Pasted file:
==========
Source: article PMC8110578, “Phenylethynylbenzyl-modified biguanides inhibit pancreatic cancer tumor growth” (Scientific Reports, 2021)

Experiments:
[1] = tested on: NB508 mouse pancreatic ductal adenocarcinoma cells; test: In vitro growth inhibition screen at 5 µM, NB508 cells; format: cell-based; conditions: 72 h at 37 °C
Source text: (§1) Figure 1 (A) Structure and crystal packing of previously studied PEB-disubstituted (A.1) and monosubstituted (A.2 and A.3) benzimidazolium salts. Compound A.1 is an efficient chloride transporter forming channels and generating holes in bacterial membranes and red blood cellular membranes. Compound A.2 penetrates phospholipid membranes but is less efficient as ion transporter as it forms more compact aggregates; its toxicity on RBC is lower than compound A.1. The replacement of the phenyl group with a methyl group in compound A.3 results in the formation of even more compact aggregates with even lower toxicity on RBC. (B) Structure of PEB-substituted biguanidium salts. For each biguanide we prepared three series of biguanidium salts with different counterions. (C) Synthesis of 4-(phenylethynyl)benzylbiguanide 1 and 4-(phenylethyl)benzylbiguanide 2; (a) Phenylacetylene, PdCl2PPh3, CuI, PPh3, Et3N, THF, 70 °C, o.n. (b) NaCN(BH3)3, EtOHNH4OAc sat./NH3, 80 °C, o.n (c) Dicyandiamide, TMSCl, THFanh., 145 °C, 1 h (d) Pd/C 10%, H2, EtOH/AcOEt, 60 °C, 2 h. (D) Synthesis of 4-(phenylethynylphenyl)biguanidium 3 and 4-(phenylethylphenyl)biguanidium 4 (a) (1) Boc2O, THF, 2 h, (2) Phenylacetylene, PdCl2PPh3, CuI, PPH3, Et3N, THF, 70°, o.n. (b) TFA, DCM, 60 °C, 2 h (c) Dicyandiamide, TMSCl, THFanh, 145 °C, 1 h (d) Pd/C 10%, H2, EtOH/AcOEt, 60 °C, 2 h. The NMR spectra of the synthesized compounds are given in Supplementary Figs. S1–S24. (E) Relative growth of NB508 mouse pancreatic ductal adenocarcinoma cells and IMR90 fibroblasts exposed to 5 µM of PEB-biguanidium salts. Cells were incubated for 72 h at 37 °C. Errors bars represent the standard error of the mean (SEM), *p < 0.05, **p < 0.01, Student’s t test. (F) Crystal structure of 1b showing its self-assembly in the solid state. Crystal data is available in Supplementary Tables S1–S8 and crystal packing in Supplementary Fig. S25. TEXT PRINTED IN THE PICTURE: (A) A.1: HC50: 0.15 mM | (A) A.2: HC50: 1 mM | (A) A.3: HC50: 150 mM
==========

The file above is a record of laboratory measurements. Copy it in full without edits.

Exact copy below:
Source: article PMC8110578, “Phenylethynylbenzyl-modified biguanides inhibit pancreatic cancer tumor growth” (Scientific Reports, 2021)

Experiments:
[1] = tested on: NB508 mouse pancreatic ductal adenocarcinoma cells; test: In vitro growth inhibition screen at 5 µM, NB508 cells; format: cell-based; conditions: 72 h at 37 °C
Source text: (§1) Figure 1 (A) Structure and crystal packing of previously studied PEB-disubstituted (A.1) and monosubstituted (A.2 and A.3) benzimidazolium salts. Compound A.1 is an efficient chloride transporter forming channels and generating holes in bacterial membranes and red blood cellular membranes. Compound A.2 penetrates phospholipid membranes but is less efficient as ion transporter as it forms more compact aggregates; its toxicity on RBC is lower than compound A.1. The replacement of the phenyl group with a methyl group in compound A.3 results in the formation of even more compact aggregates with even lower toxicity on RBC. (B) Structure of PEB-substituted biguanidium salts. For each biguanide we prepared three series of biguanidium salts with different counterions. (C) Synthesis of 4-(phenylethynyl)benzylbiguanide 1 and 4-(phenylethyl)benzylbiguanide 2; (a) Phenylacetylene, PdCl2PPh3, CuI, PPh3, Et3N, THF, 70 °C, o.n. (b) NaCN(BH3)3, EtOHNH4OAc sat./NH3, 80 °C, o.n (c) Dicyandiamide, TMSCl, THFanh., 145 °C, 1 h (d) Pd/C 10%, H2, EtOH/AcOEt, 60 °C, 2 h. (D) Synthesis of 4-(phenylethynylphenyl)biguanidium 3 and 4-(phenylethylphenyl)biguanidium 4 (a) (1) Boc2O, THF, 2 h, (2) Phenylacetylene, PdCl2PPh3, CuI, PPH3, Et3N, THF, 70°, o.n. (b) TFA, DCM, 60 °C, 2 h (c) Dicyandiamide, TMSCl, THFanh, 145 °C, 1 h (d) Pd/C 10%, H2, EtOH/AcOEt, 60 °C, 2 h. The NMR spectra of the synthesized compounds are given in Supplementary Figs. S1–S24. (E) Relative growth of NB508 mouse pancreatic ductal adenocarcinoma cells and IMR90 fibroblasts exposed to 5 µM of PEB-biguanidium salts. Cells were incubated for 72 h at 37 °C. Errors bars represent the standard error of the mean (SEM), *p < 0.05, **p < 0.01, Student’s t test. (F) Crystal structure of 1b showing its self-assembly in the solid state. Crystal data is available in Supplementary Tables S1–S8 and crystal packing in Supplementary Fig. S25. TEXT PRINTED IN THE PICTURE: (A) A.1: HC50: 0.15 mM | (A) A.2: HC50: 1 mM | (A) A.3: HC50: 150 mM